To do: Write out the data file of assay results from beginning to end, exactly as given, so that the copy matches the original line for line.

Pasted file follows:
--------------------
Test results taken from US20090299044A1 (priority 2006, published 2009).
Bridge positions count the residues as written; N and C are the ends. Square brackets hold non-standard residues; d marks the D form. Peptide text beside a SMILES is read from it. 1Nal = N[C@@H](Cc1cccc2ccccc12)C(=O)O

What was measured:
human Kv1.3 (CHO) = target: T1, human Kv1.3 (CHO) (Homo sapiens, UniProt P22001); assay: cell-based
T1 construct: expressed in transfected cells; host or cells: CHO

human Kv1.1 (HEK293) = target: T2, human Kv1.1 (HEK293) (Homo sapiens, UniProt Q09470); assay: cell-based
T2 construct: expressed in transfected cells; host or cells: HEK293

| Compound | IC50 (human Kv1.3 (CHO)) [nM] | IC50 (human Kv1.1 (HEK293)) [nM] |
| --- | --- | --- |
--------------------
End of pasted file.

Test results taken from US20090299044A1 (priority 2006, published 2009).
Bridge positions count the residues as written; N and C are the ends. Square brackets hold non-standard residues; d marks the D form. Peptide text beside a SMILES is read from it. 1Nal = N[C@@H](Cc1cccc2ccccc12)C(=O)O

What was measured:
human Kv1.3 (CHO) = target: T1, human Kv1.3 (CHO) (Homo sapiens, UniProt P22001); assay: cell-based
T1 construct: expressed in transfected cells; host or cells: CHO

human Kv1.1 (HEK293) = target: T2, human Kv1.1 (HEK293) (Homo sapiens, UniProt Q09470); assay: cell-based
T2 construct: expressed in transfected cells; host or cells: HEK293

| Compound | IC50 (human Kv1.3 (CHO)) [nM] | IC50 (human Kv1.1 (HEK293)) [nM] |
| --- | --- | --- |